Asymmetrical intraguild interactions with coyotes, red foxes, and domestic dogs may contribute to competitive exclusion of declining gray foxes

Dana J. Morin, Damon B. Lesmeister, Clayton K. Nielsen, Eric M. Schauber

Research output: Contribution to journalArticlepeer-review


Species coexistence is governed by availability of resources and intraguild interactions including strategies to reduce ecological overlap. Gray foxes are dietary generalist mesopredators expected to benefit from anthropogenic disturbance, but populations have declined across the midwestern USA, including severe local extirpation rates coinciding with high coyote and domestic dog occurrence and low red fox occurrence. We used data from a large-scale camera trap survey in southern Illinois, USA to quantify intraguild spatial and temporal interactions among the canid guild including domestic dogs. We used a two-species co-occurrence model to make pairwise assessments of conditional occupancy and detection rates. We also estimated temporal activity overlap among species and fit a fixed-effects hierarchical community occupancy model with the four canid species. We partitioned the posterior distributions to compare gray fox occupancy probabilities conditional on estimated state of combinations of other species to assess support for hypothesized interactions. We found no evidence of broadscale avoidance among native canids and conclude that spatial and temporal segregation were limited by ubiquitous human disturbance. Mean guild richness was two canid species at a site and gray fox occupancy was greater when any combination of sympatric canids was also present, setting the stage for competitive exclusion over time. Domestic dogs may amplify competitive interactions by increasing canid guild size to the detriment of gray foxes. Our results suggest that while human activities can benefit some mesopredators, other species such as gray foxes may serve as bellwethers for habitat degradation with trophic downgrading and continued anthropogenic homogenization.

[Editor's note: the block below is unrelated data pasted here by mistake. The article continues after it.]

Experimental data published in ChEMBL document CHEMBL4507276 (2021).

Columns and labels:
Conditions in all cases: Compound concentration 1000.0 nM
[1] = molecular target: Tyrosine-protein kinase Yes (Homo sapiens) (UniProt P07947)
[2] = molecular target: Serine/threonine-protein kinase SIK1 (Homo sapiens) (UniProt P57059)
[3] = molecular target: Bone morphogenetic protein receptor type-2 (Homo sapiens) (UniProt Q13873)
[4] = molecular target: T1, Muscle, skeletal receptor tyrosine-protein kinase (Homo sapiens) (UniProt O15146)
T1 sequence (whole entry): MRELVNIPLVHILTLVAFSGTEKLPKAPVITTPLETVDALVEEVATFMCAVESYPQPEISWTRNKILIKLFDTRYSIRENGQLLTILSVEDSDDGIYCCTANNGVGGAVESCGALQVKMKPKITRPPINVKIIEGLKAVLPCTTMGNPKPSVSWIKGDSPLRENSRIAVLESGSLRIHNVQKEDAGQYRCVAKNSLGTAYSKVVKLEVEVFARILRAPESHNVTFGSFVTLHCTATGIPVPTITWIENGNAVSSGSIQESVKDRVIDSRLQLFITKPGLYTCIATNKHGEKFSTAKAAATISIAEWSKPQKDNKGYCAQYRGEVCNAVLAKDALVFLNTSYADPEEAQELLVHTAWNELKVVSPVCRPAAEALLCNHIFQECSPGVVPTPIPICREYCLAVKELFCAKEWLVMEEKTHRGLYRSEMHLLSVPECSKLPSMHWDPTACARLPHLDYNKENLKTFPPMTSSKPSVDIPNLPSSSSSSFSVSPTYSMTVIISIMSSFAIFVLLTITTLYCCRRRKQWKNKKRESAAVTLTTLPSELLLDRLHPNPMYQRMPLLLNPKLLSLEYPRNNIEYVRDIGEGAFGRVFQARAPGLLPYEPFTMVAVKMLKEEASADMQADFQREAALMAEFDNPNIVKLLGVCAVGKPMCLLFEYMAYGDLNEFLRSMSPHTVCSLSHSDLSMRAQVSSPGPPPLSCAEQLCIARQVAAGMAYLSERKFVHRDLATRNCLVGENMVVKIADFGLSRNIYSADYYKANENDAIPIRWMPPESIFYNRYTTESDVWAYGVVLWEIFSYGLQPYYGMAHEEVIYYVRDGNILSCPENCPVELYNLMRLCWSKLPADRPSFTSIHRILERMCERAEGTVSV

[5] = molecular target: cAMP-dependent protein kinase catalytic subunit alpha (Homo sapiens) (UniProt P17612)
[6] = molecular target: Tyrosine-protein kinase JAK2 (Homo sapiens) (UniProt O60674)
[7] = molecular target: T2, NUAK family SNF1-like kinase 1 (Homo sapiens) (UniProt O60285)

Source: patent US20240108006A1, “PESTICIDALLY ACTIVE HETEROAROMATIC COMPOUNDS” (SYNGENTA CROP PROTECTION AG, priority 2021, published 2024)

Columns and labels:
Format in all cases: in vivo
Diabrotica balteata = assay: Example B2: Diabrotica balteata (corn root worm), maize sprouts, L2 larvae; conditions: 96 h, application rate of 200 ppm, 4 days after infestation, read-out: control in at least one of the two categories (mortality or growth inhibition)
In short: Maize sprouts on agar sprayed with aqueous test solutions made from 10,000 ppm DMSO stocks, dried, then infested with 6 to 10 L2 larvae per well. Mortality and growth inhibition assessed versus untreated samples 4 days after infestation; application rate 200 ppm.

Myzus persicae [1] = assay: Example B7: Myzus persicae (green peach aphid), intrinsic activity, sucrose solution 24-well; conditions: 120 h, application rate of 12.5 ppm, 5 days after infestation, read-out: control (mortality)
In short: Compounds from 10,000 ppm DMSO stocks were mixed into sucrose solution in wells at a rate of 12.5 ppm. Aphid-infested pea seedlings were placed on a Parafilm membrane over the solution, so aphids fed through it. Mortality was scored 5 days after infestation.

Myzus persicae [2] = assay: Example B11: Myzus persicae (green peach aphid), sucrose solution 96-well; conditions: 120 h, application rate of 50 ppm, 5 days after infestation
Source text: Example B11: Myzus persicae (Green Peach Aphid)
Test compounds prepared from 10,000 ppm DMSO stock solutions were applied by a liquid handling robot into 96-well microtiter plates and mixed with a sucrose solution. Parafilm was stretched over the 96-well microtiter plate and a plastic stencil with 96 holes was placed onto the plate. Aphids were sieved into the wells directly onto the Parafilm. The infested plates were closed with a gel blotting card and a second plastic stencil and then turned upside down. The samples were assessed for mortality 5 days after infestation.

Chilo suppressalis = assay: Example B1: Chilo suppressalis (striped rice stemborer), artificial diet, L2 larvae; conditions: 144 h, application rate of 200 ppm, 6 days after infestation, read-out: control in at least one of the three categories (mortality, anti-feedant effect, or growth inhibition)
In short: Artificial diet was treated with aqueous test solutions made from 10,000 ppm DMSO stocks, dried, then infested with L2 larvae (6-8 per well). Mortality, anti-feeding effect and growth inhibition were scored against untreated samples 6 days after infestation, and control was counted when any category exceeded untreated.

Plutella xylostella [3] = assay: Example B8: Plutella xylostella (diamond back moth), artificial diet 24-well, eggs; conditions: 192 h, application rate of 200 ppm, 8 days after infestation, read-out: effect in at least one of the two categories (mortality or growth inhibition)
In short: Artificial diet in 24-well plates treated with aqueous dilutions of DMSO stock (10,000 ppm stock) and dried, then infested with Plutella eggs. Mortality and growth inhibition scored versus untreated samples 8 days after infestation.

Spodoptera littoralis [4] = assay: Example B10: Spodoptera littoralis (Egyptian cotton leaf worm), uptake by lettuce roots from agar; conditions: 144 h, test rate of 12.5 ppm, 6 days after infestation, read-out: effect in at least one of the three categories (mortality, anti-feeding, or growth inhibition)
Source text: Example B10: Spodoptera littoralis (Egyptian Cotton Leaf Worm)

Original languageEnglish (US)
Article numbere9074
JournalEcology and Evolution
Issue number7
StatePublished - Jul 2022
Externally publishedYes


  • biotic homogenization
  • co-occurrence
  • interspecific competition
  • niche partitioning
  • trophic downgrading

ASJC Scopus subject areas

  • Ecology, Evolution, Behavior and Systematics
  • Nature and Landscape Conservation
  • Ecology


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